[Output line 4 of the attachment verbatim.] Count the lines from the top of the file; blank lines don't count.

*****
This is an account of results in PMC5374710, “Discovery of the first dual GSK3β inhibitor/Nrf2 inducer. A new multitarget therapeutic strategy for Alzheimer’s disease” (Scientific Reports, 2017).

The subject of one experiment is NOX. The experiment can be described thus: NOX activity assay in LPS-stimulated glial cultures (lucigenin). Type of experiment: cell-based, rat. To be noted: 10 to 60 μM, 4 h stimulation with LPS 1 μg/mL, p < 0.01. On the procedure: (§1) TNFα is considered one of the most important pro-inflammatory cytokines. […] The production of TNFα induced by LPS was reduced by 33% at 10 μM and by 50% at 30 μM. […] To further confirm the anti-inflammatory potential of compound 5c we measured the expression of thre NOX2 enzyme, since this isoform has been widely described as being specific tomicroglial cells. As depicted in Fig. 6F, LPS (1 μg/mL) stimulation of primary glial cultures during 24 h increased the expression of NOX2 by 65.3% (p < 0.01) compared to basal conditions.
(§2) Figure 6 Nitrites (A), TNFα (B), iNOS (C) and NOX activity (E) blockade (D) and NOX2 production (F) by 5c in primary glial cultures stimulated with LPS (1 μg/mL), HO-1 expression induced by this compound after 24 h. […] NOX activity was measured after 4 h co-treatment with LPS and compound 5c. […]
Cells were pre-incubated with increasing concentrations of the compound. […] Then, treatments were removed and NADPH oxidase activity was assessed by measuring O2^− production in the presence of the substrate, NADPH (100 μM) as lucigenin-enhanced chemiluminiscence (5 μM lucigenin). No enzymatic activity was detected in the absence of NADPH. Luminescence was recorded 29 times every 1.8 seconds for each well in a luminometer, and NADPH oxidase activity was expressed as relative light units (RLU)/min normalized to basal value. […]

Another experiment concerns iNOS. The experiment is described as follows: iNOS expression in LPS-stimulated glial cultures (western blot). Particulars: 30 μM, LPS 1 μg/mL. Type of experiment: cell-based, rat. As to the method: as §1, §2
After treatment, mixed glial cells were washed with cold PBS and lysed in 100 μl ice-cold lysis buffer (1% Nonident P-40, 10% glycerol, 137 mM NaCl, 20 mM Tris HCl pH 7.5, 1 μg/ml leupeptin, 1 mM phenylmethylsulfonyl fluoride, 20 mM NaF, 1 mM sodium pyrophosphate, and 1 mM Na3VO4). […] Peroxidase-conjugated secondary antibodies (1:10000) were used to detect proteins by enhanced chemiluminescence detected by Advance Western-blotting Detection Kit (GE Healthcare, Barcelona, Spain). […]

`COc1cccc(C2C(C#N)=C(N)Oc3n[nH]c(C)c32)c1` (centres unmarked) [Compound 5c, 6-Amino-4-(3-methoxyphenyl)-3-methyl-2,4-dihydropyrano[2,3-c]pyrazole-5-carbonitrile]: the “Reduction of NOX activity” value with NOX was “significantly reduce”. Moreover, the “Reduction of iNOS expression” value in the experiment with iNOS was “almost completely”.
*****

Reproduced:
Cells were pre-incubated with increasing concentrations of the compound. […] Then, treatments were removed and NADPH oxidase activity was assessed by measuring O2^− production in the presence of the substrate, NADPH (100 μM) as lucigenin-enhanced chemiluminiscence (5 μM lucigenin). No enzymatic activity was detected in the absence of NADPH. Luminescence was recorded 29 times every 1.8 seconds for each well in a luminometer, and NADPH oxidase activity was expressed as relative light units (RLU)/min normalized to basal value. […]